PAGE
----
Kiku Hughes is a cartoonist and illustrator based in the Seattle area. Her critically-acclaimed first graphic novel "Displacement" explores her late grandmother's experience of being forcibly relocated to a Japanese American internment camp during WWII.
On April 18th she was joined by author and WSU Professor John Streamas for an enlightening discussion about the lasting intergenerational impact of an oft-overlooked period of U.S. aggression against its own citizens.
The Spokane Chapter JACL-sponsored event was streamed live for Eastern Washington University's Get Lit! Festival and is now available for viewing online.
Thurs April 29, 2021 from 06:30 - 08:00 PM
Seattle art historian and curator Barbara Johns shares stories from her book "The Hope of Another Spring, Takuichi Fujii, Artists and Wartime Witness", which focuses on this Japanese artist who lived in Seattle in the 1940s and was later incarcerated during World War II, first in the Puyallup state fairgrounds and then in a permanent camp in Minidoka, Idaho.
This webinar complements the Museum exhibit "Witness to Wartime: The Painted Diary of Takuichi Fujii", which Ms. Johns curated and will also discuss.
$10 suggested donation. Click the link below for more information:
This commemorative stamp is the culmination of over 15 years of efforts by the Stamp Our Story campaign founders and the many people who supported the effort.
The U.S. Postal Service has announced that the first day of issue is Thursday, June 3rd, 2021.
The first city of issue is Los Angeles, California, where the Go For Broke veteran widows and their friends first started to campaign for the stamp in 2005.
Customers will be able to pre-order the stamp online only, starting in late May, prior to the official release of the stamp.
For more information, click the link below:
Join Densho on May 11 for the official book launch of Facing the Mountain, a new book about WWII Japanese American incarceration and the 442nd RCT by Daniel James Brown, NY Times bestselling author of The Boys in the Boat. The virtual event will feature a conversation between Brown and Densho Executive Director Tom Ikeda, who has conducted oral histories with many of the men highlighted in the book. Facing the Mountain grew out of conversations Brown had with Ikeda in 2015.
ABOUT THE BOOK
Facing the Mountain is an unforgettable chronicle of wartime America and the battlefields of Europe. Based on Brown’s extensive interviews with the families of the protagonists as well as deep archival research, it portrays the kaleidoscopic journey of four Japanese American families and their sons. While some fought on battlefields as members of the 442nd Regimental Combat Team, others fought to defend the constitutional rights of a community. Regardless of where their battles played out, these individuals were exemplifying American patriotism under extreme duress by striving, resisting, standing on principle, and enduring.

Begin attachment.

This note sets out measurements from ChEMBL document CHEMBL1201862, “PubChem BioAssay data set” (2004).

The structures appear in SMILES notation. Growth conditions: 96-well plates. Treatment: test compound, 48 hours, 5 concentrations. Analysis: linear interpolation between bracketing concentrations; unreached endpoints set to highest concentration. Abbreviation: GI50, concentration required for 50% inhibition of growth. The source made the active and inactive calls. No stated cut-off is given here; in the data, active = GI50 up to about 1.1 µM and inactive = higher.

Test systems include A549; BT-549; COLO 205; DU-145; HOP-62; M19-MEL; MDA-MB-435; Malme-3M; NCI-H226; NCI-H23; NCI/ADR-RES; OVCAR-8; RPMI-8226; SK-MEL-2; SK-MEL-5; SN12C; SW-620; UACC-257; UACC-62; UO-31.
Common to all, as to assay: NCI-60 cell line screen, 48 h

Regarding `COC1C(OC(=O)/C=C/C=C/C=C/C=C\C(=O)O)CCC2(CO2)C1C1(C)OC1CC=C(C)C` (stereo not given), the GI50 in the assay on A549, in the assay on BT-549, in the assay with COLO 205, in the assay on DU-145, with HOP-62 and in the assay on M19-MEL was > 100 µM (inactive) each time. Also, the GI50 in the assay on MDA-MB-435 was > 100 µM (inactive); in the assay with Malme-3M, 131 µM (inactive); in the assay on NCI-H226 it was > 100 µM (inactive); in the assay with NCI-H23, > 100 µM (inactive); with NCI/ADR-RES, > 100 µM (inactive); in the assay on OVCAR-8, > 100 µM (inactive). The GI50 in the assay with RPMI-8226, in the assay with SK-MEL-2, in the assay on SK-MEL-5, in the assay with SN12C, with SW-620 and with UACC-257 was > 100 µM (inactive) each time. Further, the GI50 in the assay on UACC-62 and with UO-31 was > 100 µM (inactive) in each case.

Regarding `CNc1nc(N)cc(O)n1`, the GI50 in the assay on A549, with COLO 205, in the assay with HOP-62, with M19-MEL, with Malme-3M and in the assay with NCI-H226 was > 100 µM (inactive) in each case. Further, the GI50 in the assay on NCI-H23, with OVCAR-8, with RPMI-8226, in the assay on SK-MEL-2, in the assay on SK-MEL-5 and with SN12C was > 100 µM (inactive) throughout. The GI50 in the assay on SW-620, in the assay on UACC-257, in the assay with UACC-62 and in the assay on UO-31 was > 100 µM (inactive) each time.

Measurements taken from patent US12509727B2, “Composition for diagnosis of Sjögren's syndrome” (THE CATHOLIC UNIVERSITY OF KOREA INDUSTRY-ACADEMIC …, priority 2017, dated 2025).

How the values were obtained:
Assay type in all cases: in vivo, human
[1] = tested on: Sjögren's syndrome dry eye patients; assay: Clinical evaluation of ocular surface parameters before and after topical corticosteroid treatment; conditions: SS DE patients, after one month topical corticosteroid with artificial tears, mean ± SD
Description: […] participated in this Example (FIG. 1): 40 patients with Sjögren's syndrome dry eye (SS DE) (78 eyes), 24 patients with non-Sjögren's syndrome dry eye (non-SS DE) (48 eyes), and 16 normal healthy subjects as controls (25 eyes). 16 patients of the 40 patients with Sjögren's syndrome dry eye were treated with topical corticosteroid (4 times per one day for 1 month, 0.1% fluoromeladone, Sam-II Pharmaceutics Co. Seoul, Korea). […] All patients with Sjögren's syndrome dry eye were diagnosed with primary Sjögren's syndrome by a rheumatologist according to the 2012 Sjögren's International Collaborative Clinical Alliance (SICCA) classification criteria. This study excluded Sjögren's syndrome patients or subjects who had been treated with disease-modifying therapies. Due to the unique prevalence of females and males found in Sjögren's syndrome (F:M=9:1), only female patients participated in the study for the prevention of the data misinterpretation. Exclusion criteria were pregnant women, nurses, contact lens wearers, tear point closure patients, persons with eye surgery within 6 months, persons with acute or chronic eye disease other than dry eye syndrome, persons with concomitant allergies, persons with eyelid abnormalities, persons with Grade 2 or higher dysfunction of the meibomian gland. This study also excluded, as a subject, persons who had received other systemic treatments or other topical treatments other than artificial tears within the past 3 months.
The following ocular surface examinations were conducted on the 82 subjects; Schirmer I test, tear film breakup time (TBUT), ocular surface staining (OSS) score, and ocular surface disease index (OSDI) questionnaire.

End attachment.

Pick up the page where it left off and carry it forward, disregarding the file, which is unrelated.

Facing the Mountain embodies the sort of far-reaching creative work that we dreamed would be possible when Densho was founded 25 years ago. The book draws upon the stories and words of Japanese American elders and ancestors to tell this history in a way that can reach vast audiences. Daniel James Brown has an exceptional ability to tell compelling, people-centered stories. He humanizes this part of history for a population of readers that may be learning about it for the first time.
“Facing the Mountain comes to us during a time of deep unrest, a time when our empathy for others is so needed to guide the choices we will make. This book will open hearts.” - Tom Ikeda, Densho Executive Director.
Founded in 1996, Densho is a trailblazer in the use of digital technology to preserve and share the first-person story. Today, Densho hosts the largest online archive of oral histories and family collections on the Japanese American experience, in addition to a wealth of educational resources to help every American know the history and understand the lessons of the WWII incarceration of Japanese Americans.
JACL responds to incidents of defamation and hate directed at Asian Americans and Pacific Islanders through direct intervention or by providing assistance to JACL chapters to confront incidents in their local areas.
For resources, toolkits, articles, and more about anti-hate programs and hate crimes, you can visit our page on JACL.org by clicking the link below.
More about Get Lit!: The Get Lit! Festival began in 1998 as a one-day marathon of literary readings sponsored by Eastern Washington University Press and EWU’s Department of Creative Writing. Then The Spokesman-Review lovingly called it “the little literary festival that could,” and they were right. By 2004, the festival had become a community tradition that thousands of people from Spokane and the surrounding region enjoy every year.
Indoor dining at our local restaurants is off-limits at the time of this news posting, amid rising COVID-19 cases. We encourage your help in supporting these local restaurants (like Ming Wah, Frankie Doodle's, Dick's Hamburgers & the Sukiyaki Inn) who have supported our Japanese community for many, many years. Support them by ordering takeout or delivery food.
The new "Go For Broke" US Stamp will be released sometime this year.
With this commemorative stamp, the Postal Service recognizes the contributions of Japanese American soldiers, some 33,000 altogether, who served in the U.S. Army during World War II.
The stamp, printed in the intaglio method, is based on a photograph. "Go For Broke" was the motto of the all-Japanese American 100th Infantry Battalion/442nd Regimental Combat Team and came to represent all Japanese American units formed during World War II. The stamp was designed by art director Antonio Alcalá.
Click here to cast your vote online! Voting ends March 31st.